This bulletin outlines the security recommendations that NIST recently provided in Special Publication (SP) 800-125A – security recommendations for Hypervisor Deployment on Servers. The document provides technical guidelines about the secure execution of baseline functions of the hypervisor, regardless of the hypervisor architecture.
In the past, a user wishing to set up a computing server generally needed to use a dedicated host with dedicated resources such as a central processing unit (CPU), memory, network and storage. Modern systems have technology that lets one create virtual machines to emulate what used to be physical, dedicated resources. This practice is known as virtualization and supports more scalable and dynamic environments.
A critical component of this technology is the hypervisor, the collection of software modules that enables this virtualization and thus enables multiple computing stacks – each made of an operating system (OS) and application programs – to be run on a single physical host. Such a physical host is called a Virtualized Host and is also referred to as a Hypervisor Host. The individual computing stacks are encapsulated in an artifact called a Virtual Machine (VM).
To make a VM an independent executable entity, its definition should include resources such as CPU and memory, allocated to it. The VMs are also called ‘Guests,’ and the OS running inside each of them is called ‘Guest OS.’ The resources associated with a VM are virtual resources, as opposed to physical resources associated with a physical host.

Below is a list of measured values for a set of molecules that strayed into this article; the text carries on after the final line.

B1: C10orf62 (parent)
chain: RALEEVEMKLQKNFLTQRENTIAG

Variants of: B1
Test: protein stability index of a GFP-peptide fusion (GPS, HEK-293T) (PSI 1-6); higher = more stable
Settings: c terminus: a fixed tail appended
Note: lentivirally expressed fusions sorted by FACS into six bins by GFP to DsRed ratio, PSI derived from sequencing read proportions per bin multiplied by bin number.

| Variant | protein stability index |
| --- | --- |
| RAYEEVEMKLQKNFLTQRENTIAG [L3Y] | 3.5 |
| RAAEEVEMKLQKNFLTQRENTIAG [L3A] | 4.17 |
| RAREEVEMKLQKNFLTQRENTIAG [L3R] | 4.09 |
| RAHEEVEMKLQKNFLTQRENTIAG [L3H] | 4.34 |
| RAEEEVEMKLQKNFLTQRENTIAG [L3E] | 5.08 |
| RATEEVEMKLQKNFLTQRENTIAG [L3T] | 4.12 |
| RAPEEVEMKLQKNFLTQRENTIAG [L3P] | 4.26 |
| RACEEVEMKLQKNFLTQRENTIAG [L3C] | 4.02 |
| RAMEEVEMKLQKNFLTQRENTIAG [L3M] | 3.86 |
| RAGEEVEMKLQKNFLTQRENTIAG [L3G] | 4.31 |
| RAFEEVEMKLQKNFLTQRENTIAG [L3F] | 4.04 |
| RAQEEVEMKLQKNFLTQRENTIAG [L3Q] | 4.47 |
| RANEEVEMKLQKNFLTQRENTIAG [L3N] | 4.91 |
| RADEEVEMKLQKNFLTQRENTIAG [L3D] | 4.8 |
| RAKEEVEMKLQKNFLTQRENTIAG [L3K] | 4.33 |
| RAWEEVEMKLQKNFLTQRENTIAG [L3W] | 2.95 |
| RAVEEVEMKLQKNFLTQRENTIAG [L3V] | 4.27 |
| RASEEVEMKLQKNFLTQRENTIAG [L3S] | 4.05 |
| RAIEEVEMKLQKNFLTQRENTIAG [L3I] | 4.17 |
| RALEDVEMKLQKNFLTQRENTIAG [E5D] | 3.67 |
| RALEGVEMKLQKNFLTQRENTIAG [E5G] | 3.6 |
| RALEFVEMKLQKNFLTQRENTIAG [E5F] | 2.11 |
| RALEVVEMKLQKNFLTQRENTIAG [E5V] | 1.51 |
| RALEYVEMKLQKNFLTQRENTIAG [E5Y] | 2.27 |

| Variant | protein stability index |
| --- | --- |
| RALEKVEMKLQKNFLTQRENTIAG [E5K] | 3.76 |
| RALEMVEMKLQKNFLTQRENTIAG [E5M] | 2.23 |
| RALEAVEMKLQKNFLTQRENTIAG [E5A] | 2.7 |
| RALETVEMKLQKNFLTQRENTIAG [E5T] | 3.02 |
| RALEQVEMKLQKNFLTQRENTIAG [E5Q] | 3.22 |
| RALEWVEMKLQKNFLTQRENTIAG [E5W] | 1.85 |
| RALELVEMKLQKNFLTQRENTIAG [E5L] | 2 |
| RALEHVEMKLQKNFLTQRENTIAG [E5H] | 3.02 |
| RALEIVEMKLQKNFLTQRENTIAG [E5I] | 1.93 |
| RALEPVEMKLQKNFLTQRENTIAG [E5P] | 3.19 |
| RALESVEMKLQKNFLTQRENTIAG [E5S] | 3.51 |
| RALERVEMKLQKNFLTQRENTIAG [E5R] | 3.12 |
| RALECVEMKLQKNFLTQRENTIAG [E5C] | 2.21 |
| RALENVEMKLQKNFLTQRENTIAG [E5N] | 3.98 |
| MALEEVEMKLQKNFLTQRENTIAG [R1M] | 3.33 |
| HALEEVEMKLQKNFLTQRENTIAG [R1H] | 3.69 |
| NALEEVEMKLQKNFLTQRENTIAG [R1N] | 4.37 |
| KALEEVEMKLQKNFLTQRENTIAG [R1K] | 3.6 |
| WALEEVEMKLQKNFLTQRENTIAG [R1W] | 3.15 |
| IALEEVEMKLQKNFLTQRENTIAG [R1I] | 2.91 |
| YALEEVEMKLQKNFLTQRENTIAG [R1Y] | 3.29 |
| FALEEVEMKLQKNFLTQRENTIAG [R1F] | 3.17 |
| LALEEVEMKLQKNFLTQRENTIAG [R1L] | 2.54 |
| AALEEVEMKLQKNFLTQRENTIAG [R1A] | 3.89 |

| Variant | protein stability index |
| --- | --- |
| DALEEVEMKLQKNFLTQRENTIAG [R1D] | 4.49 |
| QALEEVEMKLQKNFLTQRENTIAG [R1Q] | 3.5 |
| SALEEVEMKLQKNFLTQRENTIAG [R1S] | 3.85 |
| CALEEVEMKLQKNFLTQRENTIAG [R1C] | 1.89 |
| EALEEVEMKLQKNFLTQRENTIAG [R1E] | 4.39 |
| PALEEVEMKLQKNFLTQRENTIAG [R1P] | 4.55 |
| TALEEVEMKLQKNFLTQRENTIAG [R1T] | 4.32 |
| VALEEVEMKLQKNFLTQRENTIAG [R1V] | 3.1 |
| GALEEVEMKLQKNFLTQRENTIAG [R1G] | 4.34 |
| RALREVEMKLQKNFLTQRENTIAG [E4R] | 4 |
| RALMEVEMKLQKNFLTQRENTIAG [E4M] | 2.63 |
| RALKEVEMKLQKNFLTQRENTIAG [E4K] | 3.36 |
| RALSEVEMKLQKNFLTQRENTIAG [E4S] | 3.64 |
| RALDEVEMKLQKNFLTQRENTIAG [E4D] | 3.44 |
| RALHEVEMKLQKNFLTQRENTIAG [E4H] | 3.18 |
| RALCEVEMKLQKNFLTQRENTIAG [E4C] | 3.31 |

The hypervisor forms part of the virtualization layer in a virtualized host and plays many of the same roles that a conventional OS does on a non-virtualized host, or server. Just as a conventional OS provides isolation between the various applications, or processes, running on a server, the hypervisor provides isolation between one or more VMs running on it.
Also, like an OS, the hypervisor mediates access to physical resources across multiple VMs. Therefore, all other functions needed to support virtualization – such as emulation of network and storage devices and the management of VMs and the hypervisor itself – can be accomplished using kernel-loadable modules, although some hypervisor architectures accomplish these tasks using dedicated VMs. The hypervisor can be installed either directly on the hardware, or bare metal (Type 1 Hypervisor), or on top of a fullfledged conventional OS, called Host OS (Type 2 Hypervisor).
Here, we discuss the baseline functions of a hypervisor, how these functions are distributed in a hypervisor, and how this information is used to develop security recommendations that provide assurance against potential threats to the secure execution of tasks involved in the hypervisor’s baseline functions.
Hypervisor baseline functions